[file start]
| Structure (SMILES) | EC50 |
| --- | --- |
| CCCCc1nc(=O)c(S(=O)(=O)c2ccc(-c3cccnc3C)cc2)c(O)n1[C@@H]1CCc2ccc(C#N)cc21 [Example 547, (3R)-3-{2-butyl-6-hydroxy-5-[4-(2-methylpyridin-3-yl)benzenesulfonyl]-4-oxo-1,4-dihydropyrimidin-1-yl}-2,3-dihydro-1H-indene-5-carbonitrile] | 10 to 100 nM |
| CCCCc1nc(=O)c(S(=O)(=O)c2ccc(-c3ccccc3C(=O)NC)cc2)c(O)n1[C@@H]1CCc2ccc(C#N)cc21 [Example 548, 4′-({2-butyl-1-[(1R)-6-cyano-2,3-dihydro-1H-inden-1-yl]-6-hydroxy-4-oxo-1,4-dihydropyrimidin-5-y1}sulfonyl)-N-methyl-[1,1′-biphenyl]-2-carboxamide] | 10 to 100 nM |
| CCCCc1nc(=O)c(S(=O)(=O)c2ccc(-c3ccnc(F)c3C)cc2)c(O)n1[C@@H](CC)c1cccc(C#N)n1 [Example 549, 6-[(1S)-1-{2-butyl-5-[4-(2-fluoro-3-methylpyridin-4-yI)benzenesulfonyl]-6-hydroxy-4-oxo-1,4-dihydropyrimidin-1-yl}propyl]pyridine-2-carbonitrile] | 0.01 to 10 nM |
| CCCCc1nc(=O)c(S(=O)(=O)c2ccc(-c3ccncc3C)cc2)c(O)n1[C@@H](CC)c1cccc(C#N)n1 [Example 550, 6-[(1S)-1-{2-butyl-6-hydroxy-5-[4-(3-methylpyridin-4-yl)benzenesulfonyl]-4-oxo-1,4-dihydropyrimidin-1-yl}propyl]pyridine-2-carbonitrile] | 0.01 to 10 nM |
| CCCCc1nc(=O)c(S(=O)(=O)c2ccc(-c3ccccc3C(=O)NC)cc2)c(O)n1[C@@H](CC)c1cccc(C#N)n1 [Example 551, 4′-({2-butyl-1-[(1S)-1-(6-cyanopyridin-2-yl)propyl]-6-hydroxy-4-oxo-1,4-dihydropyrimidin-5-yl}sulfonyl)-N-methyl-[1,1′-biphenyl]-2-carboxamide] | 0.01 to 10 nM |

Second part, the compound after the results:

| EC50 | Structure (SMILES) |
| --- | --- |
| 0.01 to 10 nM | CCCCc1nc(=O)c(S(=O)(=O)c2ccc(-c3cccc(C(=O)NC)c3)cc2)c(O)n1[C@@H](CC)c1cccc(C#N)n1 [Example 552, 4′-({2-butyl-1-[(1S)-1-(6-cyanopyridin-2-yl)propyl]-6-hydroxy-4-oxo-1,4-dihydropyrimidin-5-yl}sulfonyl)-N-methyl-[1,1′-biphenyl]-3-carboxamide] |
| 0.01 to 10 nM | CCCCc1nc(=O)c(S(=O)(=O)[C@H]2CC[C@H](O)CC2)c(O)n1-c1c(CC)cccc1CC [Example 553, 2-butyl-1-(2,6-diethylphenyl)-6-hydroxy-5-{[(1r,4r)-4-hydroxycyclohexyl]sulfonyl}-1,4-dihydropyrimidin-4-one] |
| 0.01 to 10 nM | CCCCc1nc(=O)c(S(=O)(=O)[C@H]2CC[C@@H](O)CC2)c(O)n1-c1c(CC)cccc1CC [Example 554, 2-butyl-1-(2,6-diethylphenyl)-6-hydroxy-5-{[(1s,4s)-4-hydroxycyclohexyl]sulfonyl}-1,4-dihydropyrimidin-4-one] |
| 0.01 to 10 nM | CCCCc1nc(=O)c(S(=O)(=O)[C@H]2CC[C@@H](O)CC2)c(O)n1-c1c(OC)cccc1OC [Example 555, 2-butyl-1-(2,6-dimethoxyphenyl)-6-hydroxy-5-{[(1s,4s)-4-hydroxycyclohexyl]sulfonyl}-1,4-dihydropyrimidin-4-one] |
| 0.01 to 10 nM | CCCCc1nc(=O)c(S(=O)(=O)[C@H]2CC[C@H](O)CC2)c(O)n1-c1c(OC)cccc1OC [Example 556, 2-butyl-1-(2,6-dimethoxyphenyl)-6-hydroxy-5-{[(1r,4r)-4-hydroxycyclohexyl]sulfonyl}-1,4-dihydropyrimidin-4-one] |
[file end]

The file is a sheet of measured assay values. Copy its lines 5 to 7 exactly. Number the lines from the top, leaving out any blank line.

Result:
| CCCCc1nc(=O)c(S(=O)(=O)c2ccc(-c3ccnc(F)c3C)cc2)c(O)n1[C@@H](CC)c1cccc(C#N)n1 [Example 549, 6-[(1S)-1-{2-butyl-5-[4-(2-fluoro-3-methylpyridin-4-yI)benzenesulfonyl]-6-hydroxy-4-oxo-1,4-dihydropyrimidin-1-yl}propyl]pyridine-2-carbonitrile] | 0.01 to 10 nM |
| CCCCc1nc(=O)c(S(=O)(=O)c2ccc(-c3ccncc3C)cc2)c(O)n1[C@@H](CC)c1cccc(C#N)n1 [Example 550, 6-[(1S)-1-{2-butyl-6-hydroxy-5-[4-(3-methylpyridin-4-yl)benzenesulfonyl]-4-oxo-1,4-dihydropyrimidin-1-yl}propyl]pyridine-2-carbonitrile] | 0.01 to 10 nM |
| CCCCc1nc(=O)c(S(=O)(=O)c2ccc(-c3ccccc3C(=O)NC)cc2)c(O)n1[C@@H](CC)c1cccc(C#N)n1 [Example 551, 4′-({2-butyl-1-[(1S)-1-(6-cyanopyridin-2-yl)propyl]-6-hydroxy-4-oxo-1,4-dihydropyrimidin-5-yl}sulfonyl)-N-methyl-[1,1′-biphenyl]-2-carboxamide] | 0.01 to 10 nM |